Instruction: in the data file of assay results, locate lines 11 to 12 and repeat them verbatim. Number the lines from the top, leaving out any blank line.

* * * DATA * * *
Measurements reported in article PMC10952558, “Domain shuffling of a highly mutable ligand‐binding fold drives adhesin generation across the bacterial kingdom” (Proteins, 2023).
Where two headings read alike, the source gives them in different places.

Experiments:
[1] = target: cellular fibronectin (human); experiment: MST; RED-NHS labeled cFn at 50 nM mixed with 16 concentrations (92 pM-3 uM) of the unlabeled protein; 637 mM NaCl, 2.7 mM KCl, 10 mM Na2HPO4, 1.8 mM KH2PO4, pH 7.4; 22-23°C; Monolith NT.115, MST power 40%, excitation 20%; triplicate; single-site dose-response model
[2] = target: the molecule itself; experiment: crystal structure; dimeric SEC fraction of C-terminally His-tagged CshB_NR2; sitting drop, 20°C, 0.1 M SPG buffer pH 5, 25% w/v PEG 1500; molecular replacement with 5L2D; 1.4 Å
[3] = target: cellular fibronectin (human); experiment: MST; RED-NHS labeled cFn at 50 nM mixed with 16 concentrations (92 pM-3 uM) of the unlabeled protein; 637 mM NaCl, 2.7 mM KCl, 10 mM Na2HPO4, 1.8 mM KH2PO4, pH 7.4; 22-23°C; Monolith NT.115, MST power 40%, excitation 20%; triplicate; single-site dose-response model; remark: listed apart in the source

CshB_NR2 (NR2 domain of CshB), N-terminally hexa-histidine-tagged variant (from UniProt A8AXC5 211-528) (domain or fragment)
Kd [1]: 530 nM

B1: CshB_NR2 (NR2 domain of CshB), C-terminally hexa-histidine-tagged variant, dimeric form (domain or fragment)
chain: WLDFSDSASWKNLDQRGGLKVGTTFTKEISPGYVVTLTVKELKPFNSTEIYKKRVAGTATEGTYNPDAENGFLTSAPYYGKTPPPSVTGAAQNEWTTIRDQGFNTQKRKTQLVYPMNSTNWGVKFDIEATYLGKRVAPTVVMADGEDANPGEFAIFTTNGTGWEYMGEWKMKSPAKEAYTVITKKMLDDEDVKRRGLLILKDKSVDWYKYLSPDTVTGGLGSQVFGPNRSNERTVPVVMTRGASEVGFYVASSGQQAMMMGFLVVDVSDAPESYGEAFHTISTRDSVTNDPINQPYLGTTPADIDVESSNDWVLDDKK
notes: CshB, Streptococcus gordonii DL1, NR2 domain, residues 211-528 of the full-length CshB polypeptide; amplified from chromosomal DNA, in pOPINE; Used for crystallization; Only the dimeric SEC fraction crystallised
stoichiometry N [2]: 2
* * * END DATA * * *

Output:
notes: CshB, Streptococcus gordonii DL1, NR2 domain, residues 211-528 of the full-length CshB polypeptide; amplified from chromosomal DNA, in pOPINE; Used for crystallization; Only the dimeric SEC fraction crystallised
stoichiometry N [2]: 2